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Aurora Superintendent Rico Munn resigning at end of school year

Aurora Public Schools Superintendent Rico Munn. (Photo by Andy Cross/The Denver Post)

Aurora Superintendent Rico Munn has led one of the state’s most diverse districts since 2013.

Andy Cross / The Denver Post

Aurora Superintendent Rico Munn plans to resign at the end of this school year and assume a less active role in leading one of the state’s most diverse districts starting in January.

Aurora Public Schools announced the change in a letter from school board President Debbie Gerkin Friday afternoon. 

The Aurora school board plans to vote on a transition agreement and plan at its Tuesday meeting. Munn’s contract expires at the end of this school year. This fall, the board and superintendent had been in conversations about Munn’s evaluation and contract.

Munn “will begin transitioning to a support role” for the remainder of the school year, with a modified schedule, the announcement says. The board plans to hire an acting superintendent for the rest of this school year.

The district will launch the search for its next permanent superintendent later this month. Munn has agreed to help the new superintendent adjust to their job during the first semester of the 2023-24 school year.

“I am incredibly proud of the difficult and crucially important work that we have done together to accelerate learning for every APS student every day,” Munn said in the announcement. “I thank the community for allowing me to serve our diverse and dynamic students.”

Gerkin thanked Munn for his years of service and dedication to the community.

Aurora Public Schools serves more than 38,000 students in the southeast Denver suburbs. The district is the state’s fifth largest and one of its most diverse, with students coming from 130 countries and speaking 160 languages.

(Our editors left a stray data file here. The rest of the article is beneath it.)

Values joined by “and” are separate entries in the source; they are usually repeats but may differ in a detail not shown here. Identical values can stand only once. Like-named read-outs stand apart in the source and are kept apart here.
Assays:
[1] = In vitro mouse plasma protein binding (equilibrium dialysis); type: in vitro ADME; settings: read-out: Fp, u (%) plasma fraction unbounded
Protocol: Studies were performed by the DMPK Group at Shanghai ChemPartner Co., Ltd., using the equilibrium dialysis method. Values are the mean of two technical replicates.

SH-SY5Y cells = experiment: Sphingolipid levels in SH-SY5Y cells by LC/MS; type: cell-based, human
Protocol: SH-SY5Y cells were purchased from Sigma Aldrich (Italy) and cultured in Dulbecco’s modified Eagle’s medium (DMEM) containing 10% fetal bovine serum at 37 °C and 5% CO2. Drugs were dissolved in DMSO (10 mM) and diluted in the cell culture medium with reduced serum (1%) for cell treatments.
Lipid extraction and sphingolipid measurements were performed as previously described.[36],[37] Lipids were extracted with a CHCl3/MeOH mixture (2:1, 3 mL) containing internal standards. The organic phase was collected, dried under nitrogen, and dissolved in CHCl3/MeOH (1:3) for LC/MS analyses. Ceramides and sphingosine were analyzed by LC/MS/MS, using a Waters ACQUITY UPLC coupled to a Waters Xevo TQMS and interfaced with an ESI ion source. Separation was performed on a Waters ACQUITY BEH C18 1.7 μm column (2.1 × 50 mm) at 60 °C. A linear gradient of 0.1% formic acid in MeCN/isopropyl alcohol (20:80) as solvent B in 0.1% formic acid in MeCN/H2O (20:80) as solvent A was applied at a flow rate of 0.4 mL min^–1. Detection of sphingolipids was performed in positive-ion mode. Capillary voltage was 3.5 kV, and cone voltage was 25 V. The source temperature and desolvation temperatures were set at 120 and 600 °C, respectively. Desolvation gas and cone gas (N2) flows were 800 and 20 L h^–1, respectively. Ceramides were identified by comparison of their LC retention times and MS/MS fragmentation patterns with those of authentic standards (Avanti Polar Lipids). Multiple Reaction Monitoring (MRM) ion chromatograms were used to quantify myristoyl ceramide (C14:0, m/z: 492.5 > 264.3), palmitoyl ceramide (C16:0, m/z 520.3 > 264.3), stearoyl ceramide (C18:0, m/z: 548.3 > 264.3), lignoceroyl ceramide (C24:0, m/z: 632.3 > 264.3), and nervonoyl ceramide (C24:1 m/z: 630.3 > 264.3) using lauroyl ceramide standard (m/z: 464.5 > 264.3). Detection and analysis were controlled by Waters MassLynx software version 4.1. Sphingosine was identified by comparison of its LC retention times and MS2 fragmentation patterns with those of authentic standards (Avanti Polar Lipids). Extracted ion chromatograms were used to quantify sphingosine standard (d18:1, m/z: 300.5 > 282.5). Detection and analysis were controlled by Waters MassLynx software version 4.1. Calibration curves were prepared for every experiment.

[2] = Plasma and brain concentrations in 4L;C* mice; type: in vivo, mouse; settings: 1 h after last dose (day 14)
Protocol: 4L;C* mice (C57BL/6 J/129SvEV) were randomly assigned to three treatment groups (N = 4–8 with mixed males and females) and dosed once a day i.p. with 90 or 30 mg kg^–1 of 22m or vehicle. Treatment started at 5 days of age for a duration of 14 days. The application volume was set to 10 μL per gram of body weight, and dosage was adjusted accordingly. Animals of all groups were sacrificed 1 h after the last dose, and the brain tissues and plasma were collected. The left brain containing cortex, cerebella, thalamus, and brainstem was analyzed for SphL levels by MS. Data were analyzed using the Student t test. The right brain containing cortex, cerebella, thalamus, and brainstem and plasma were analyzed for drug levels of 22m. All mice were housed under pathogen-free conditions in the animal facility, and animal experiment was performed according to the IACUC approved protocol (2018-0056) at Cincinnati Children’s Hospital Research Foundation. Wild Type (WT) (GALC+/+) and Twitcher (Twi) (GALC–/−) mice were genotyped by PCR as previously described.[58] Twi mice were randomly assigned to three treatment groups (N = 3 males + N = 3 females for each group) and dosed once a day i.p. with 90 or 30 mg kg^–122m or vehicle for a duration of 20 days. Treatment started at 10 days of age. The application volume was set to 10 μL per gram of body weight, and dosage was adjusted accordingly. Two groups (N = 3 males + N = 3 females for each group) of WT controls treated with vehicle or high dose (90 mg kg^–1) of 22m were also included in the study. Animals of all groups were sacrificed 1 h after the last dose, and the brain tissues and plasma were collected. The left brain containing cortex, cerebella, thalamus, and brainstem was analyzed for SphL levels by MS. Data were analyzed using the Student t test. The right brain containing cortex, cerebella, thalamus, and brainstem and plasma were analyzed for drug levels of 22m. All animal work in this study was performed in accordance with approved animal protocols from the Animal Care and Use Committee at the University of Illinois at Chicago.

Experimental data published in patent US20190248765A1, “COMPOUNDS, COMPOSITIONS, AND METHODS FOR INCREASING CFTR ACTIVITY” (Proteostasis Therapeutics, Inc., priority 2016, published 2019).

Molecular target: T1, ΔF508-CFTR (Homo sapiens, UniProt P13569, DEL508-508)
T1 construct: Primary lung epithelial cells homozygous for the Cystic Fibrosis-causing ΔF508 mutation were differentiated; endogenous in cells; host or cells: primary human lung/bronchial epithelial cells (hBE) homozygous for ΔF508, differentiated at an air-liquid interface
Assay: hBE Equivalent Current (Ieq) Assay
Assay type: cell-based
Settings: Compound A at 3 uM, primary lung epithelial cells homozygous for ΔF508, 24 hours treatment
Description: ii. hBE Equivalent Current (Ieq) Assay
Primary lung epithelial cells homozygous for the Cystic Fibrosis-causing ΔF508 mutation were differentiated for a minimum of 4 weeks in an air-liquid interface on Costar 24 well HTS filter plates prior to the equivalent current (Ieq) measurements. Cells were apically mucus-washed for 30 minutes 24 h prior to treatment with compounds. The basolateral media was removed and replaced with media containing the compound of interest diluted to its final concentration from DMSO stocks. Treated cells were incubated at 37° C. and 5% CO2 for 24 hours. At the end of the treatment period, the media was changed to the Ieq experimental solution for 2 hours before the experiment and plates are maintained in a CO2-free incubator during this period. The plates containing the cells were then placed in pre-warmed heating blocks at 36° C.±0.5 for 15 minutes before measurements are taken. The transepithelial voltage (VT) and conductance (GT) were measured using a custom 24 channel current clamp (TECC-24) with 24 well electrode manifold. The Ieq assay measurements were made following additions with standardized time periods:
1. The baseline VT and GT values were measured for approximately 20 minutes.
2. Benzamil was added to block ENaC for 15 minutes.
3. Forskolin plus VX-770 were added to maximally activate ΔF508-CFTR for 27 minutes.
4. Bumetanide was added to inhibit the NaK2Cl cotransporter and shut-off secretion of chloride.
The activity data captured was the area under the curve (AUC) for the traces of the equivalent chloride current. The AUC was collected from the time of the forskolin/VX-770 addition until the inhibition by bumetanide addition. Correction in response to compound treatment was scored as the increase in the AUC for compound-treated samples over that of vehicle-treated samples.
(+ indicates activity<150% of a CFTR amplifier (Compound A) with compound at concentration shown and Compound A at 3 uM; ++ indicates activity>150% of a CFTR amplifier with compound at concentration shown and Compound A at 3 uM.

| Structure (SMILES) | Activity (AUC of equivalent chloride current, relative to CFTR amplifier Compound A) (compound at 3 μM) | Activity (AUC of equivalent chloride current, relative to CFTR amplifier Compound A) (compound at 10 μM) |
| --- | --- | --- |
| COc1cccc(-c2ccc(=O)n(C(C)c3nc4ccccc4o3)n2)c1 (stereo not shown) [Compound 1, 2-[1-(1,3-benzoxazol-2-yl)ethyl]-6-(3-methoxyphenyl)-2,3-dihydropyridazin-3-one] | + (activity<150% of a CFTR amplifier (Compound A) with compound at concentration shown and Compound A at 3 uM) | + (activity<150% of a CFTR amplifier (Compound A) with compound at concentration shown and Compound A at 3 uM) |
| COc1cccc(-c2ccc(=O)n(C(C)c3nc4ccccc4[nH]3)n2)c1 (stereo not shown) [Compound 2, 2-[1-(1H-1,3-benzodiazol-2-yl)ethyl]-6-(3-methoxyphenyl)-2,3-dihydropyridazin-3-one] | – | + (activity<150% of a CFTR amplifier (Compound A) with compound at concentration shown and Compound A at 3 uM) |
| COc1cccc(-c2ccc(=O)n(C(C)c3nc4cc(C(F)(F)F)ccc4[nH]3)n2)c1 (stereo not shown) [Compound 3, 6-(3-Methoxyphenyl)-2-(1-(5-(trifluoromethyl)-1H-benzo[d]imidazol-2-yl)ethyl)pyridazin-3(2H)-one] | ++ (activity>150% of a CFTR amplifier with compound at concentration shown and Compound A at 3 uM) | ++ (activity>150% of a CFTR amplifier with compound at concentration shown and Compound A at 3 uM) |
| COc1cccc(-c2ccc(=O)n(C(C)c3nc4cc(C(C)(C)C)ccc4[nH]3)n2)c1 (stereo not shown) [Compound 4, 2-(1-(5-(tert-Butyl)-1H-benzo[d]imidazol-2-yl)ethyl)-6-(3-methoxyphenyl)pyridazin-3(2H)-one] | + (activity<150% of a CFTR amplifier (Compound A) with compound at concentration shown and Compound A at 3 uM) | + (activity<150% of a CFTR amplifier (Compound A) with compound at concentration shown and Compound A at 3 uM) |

Munn was the 2019 Colorado superintendent of the year. His more than nine years at the helm of the district have been marked by significant improvements as well as challenges — and an often tense relationship with the school board.

Munn oversaw a substantial increase in the district’s graduation rate, including the largest increase in Hispanic graduation rates in the state, as well as decreases in the dropout rate, expulsions, and referrals to law enforcement. 

Aurora is losing students in parts of the district closer to Denver, where many low-income families find themselves priced out, and gaining students on its eastern edge, where new subdivisions are sprouting from the plains. Munn led the development of Blueprint APS, the plan to adapt to shifting enrollment patterns, close some schools, and reimagine others

But the decision to close schools has upset parents and community members and even school board members, some of whom rejected his recommendations before ultimately approving them

Several Aurora schools are under state intervention orders due to low academic performance. Munn has fought to maintain district autonomy and shape these schools’ improvement plans. 

His relationship with the Aurora school board has been marked by a push and pull over who gets to make key decisions. At various points, the board has overridden his decisions about when to open schools during the pandemic and whether to lay off employees due to budget pressures. 

Few superintendents serve for as long as Munn has led Aurora Public Schools. Denver’s Tom Boasberg led the state’s largest district for 10 years before departing in 2018. Among the state’s five largest districts, Munn is the only superintendent still serving who was in office before the arrival of COVID. 

Across the state, dozens of superintendents have left their jobs or been fired in the last two years. Some lost their jobs after the election of new school boards with differing philosophies. Some pursued other opportunities. Others said they were just tired.

Bureau Chief Erica Meltzer covers education policy and politics and oversees Chalkbeat Colorado’s education coverage. Contact Erica at emeltzer@chalkbeat.org.

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